Friday, June 25, 2010

Kilmainham Gaol

Kilmainham Gaol, the Dublin prison that was open from 1796-1923 sits up on a small hill overlooking the city. It was built to replace the dungeon that was located next to the site. If that doesn't put things into perspective, I don't know what will. Although it was built to be more humane than the dungeons of the day, you could still feel its purpose.

Again, mesmerized by an entrance, I had no idea what I would learn about this spot at the very end of our tour. Five snakes in chains.

There were women and children also imprisoned in these walls. Many would commit small crimes in order to get imprisoned. Here they would at least be sure of one meal a day and have a roof over their heads. There was one cell per person which was unheard of at the time. The youngest "prisoner" was said to be a seven-year old boy while many of its prisoners were deported to Australia. That part was new to me.

It was built with windows for light and circulation; but in damp Ireland, I don't know if that was the best of ideas. The day we went was a cool day and you could still feel and smell the damp, stagnant air about you.

There were public hangings until 1865.

Here is the front entrance I was so fascinated with. Right where the balcony is now, prisoners would be hung for the public to witness.

The cell doors were amazing. Thick and heavy with so many layers of paint.

They were eerily beautiful to me. These steely teal blues kept showing up throughout. I wondered if they were true to the original colors?

The corridors, with their arched ceilings and windows were amazing.

The Victorian ironwork in parts of the old jail were beautiful.

The newest addition, the Victorian wing, was quiet large, open and light filled.

The cells were larger and less damp here.

And the inmates would carve their names (or whatever) above their door.

I loved the old iron spiral staircase.

Lastly, we were lead outside to a small courtyard.

The cross marks the spot where the leaders of the 1916 Easter Rising were blindfolded and executed at point-blank range.

The plaque lists the men who were executed here. One man, James Connolly, was unable to stand due to injuries from the Rising; so he was wheeled out and put in a chair where he was then executed. Bloody stuff.

Amazing history here. I would highly recommend a tour if you're ever in Dublin.

On to Brussels next.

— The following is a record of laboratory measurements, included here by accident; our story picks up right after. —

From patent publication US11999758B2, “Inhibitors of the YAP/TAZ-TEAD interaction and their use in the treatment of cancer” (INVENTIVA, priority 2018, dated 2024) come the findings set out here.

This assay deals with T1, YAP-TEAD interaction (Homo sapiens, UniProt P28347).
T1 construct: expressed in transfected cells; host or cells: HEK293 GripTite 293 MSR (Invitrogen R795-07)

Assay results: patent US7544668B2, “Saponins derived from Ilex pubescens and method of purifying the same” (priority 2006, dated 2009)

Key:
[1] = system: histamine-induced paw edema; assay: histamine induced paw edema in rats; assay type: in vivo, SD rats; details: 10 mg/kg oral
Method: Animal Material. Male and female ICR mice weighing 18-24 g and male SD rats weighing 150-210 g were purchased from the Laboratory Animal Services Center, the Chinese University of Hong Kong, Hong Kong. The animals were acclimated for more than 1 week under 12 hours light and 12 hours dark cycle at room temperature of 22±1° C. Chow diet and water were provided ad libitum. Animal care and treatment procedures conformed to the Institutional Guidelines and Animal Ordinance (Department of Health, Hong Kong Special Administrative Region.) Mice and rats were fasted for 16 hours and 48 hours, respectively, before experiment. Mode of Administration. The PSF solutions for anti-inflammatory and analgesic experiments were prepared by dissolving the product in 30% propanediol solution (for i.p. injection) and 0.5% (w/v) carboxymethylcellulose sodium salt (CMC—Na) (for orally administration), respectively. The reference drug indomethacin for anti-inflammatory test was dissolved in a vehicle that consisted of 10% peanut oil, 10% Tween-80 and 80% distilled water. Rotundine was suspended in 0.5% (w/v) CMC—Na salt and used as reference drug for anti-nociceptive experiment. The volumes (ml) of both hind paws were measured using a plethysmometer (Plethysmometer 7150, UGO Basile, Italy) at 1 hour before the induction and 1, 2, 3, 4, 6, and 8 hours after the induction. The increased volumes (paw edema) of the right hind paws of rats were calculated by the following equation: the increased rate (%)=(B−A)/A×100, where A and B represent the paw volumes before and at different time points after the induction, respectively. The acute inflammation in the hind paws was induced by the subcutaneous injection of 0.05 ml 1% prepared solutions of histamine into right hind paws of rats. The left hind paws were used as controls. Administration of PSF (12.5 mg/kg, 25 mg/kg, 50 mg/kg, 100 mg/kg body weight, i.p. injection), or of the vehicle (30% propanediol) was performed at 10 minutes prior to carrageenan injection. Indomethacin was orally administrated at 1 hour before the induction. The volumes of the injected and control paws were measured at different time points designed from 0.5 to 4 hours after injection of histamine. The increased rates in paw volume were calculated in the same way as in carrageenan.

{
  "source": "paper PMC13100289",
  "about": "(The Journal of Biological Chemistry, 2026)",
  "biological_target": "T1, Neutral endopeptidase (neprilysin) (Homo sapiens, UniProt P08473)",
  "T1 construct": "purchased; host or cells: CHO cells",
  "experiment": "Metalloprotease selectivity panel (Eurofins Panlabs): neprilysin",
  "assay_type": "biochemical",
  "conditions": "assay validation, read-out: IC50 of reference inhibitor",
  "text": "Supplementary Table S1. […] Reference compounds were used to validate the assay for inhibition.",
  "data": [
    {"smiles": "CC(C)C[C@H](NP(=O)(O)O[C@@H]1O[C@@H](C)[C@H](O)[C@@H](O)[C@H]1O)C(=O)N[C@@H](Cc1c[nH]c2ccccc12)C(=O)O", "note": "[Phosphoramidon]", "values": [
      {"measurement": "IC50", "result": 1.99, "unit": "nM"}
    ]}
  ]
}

7 comments:

Rosa's Yummy Yums said...

What a terrifying and haunting place!

Cheers,

Rosa

Jeanie said...

What an incredible photo essay. There is something eerie about a prison -- the ghosts of those who lived within the walls. I thought Alcatraz was fascinating, but this I think is even more so -- so many more years of sad stories. The part about people trying to get so they could get one meal a day is heartbreaking.

Beth said...

Just read all of your European Vacation posts! I saw a few of your pics on FB too. Looks like you really had a great time. Loved all the pics of the places you visited and all the food you got to try. Wonderful. Glad you had such a great time!
Hope to see you soon!
xoxoxox

PEA said...

Hello my dear friend!! Finally here to get caught up with your latest posts, I know I'm in for a treat:-) I haven't had much time for visiting blogs lately, but it's cool and raining today so a perfect day to get caught up!

I can't even imagine being held in that Gaol but then if it was a choice of the gaol or the dungeon, then I would choose the gaol! lol It must have been so fascinating to visit it and learning of the history behind it. I'm always interested in stuff like this. Sad to think of women and children being held there, though, but as you say, at least they knew they would have a meal and a roof over their head. I wonder if they've ever had ghost investigators there, imagine all the spirits that could be hanging around yet! hehe xoxox

Pretty Things said...

How interesting! This sort of tour is JUST up my alley.

Betsy from Tennessee said...

Just stopping by to say HELLO and wish you and your family a very happy 4th.

Looks like you had a great time in Ireland and got alot of good education.
Hugs,
Betsy

Betsy from Tennessee said...

Just stopping by to say HELLO and wish you and your family a very happy 4th.

Looks like you had a great time in Ireland and got alot of good education.
Hugs,
Betsy

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